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No Bears Out Tonight?

May 26, 2010

We had a day of sunshine in between last week’s storms and I headed for the mountains. Despite it having been a cool, wet spring, the winter snows have melted up to nearly 8,000′ and the snow that fell the previous days was mostly melted, leaving many roads wet but passable for the first time in months. As I slowly coasted down the two-track road in a steep side canyon, a bear exploded from the brush in front of me, dashed with remarkable speed up the hill, and disappeared in the vegetation. Not knowing if it was a sow with cubs, I reached a point at which I could turn around and left it in peace.

The animal I saw was a black bear, in spite of it’s cinnamon brown fur. Grizzly bears were extirpated from Utah in the 1920s. An old timer once taught me how to tell the difference between a black bear and a grizzly: walk up behind it, give it a hard kick in the rear, and then climb the nearest tree as quickly as possible. If it climbs the tree and eats you, it’s a black bear. If it knocks the tree down and eats you, it’s a grizzly. Please note: this advice is, practically speaking, not the safest way to make the distinction and should only be attempted by trained experts.

Bears are intelligent, curious, opportunistic, and powerful. If you find yourself in bear country, act appropriately and respectfully. Assume they are around, even if you don’t see them. Keep a clean and bear-proof camp. Avoid surprising them. Bears don’t like it and may react badly. Should you encounter a bear, don’t run. Bears are faster than you. Don’t climb the nearest tree. Bears can climb more quickly than you. Should you encounter a bear, don’t disturb it. Leave it alone, give it plenty of room, and leave the area.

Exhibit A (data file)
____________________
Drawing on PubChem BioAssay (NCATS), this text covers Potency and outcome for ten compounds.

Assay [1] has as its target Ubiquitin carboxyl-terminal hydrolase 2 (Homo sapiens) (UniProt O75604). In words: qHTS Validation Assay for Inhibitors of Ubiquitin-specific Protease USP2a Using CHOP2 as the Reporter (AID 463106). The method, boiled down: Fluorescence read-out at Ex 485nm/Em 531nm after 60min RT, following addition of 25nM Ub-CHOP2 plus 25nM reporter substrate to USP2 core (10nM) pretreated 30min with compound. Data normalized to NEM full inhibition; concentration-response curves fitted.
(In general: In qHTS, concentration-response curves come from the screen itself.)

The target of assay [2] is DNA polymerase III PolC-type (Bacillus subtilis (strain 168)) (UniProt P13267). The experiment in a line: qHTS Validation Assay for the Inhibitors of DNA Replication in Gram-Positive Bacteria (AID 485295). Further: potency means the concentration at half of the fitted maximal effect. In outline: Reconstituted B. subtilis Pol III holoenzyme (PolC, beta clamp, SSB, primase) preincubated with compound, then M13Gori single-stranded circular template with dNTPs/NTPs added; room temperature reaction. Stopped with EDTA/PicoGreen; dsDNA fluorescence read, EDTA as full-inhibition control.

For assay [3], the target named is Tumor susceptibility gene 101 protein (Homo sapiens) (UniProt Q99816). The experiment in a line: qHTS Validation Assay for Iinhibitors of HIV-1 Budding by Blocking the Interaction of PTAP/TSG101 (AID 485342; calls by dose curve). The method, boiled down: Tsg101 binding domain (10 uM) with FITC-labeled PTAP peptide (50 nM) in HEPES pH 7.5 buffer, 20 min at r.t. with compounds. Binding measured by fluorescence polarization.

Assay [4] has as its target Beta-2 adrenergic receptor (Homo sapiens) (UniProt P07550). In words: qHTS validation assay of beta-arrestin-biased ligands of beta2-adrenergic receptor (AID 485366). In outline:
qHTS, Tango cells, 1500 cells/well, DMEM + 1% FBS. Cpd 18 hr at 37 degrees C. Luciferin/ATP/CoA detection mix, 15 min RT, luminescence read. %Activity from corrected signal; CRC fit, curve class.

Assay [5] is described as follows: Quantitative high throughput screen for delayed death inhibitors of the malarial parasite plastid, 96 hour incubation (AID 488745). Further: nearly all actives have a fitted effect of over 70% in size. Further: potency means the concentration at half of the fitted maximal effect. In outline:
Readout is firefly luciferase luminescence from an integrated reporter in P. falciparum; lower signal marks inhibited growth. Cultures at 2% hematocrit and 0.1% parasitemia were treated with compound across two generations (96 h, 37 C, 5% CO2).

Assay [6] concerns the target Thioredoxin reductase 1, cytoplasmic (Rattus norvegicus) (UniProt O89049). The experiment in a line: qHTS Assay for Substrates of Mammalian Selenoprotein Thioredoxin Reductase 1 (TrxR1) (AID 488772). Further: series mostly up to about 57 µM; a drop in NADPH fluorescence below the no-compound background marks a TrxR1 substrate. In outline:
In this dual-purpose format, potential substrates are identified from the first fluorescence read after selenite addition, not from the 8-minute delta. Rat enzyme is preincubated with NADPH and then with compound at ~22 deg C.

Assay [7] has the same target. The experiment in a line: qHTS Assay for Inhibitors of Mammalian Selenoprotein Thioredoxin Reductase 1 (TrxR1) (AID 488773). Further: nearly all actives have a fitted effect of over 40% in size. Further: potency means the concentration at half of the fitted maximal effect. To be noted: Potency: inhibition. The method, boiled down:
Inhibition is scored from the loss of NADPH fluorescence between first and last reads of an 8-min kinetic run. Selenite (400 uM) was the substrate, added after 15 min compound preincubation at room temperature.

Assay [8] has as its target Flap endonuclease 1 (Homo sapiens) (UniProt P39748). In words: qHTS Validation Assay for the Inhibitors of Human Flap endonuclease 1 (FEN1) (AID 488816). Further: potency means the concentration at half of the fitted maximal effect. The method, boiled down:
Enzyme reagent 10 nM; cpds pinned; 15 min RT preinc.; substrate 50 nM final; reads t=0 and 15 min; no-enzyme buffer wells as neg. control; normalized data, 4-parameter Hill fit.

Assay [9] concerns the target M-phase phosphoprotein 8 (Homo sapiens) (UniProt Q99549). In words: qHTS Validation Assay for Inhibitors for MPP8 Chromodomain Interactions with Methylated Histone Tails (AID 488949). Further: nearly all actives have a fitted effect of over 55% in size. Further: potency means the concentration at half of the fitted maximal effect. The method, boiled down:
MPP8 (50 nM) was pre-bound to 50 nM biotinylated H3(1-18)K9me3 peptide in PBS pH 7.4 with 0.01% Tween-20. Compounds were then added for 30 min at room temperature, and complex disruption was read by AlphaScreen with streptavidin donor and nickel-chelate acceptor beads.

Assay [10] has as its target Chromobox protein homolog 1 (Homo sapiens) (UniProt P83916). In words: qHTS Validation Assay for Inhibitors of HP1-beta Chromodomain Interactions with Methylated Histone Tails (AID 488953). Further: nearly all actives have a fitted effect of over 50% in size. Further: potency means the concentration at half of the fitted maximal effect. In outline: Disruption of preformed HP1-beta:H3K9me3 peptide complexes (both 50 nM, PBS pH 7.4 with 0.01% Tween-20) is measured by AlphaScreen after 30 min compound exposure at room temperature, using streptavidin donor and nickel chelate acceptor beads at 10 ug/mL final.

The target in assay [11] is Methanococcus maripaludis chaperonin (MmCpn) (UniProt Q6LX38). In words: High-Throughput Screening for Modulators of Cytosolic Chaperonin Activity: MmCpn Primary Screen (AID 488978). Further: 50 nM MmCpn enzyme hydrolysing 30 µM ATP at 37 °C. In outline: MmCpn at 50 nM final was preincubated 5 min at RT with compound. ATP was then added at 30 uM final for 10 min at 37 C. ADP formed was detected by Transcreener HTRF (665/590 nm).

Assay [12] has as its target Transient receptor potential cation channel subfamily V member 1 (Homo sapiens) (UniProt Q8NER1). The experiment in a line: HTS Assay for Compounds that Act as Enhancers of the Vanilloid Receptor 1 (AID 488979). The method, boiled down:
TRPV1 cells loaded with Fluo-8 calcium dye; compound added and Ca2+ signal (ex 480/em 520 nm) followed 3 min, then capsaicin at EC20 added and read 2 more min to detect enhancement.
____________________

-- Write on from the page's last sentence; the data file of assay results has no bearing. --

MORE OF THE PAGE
But what if a bear finds you, and worse, it won’t leave you alone? Pepper spray, if legal in your state, may act as a deterrent – but not always. Firearms are at times a necessity, especially in grizzly country. Many black bear attacks can be averted by fighting back. Yell. Scream. Swear. Question your attacker’s parentage, education, manners, and political party. Pray if you like but do it loudly. Throw sticks and rocks. Make yourself look as big – and as little like a “free lunch” – as possible. Retreat to safety as slowly and as calmly as circumstances permit.

This advice saved a good friend’s life. One night several years ago, not far from my bear sighting, he was forced to inch backwards down a trail, in the dark, for nearly two miles, a black bear charging him over and over again. The attacks lasted for over an hour, until my friend reached the safety of his truck. He carried no weapons. But he kept his nerve, alone in the dark, as he fought for his life. And he lived to tell the tale, frightened but unscarred.

If you have further questions about bear identification, I wish I could you refer you to the old timer mentioned above. Unfortunately, he was eaten by a bear while field-testing his method.

One Comment leave one →
  1. Laurie Graham permalink
    October 26, 2010 10:05 pm

    I was in Yosemite, hiking around what was then Mirror Lake, when I suddenly had to do what a bear does in the woods. As I finished, I looked up and saw a black bear about 20 feet away. I still had my pants down, so I just said “Hi, thanks for the use of your bathroom.” The bear left, and then so did I.

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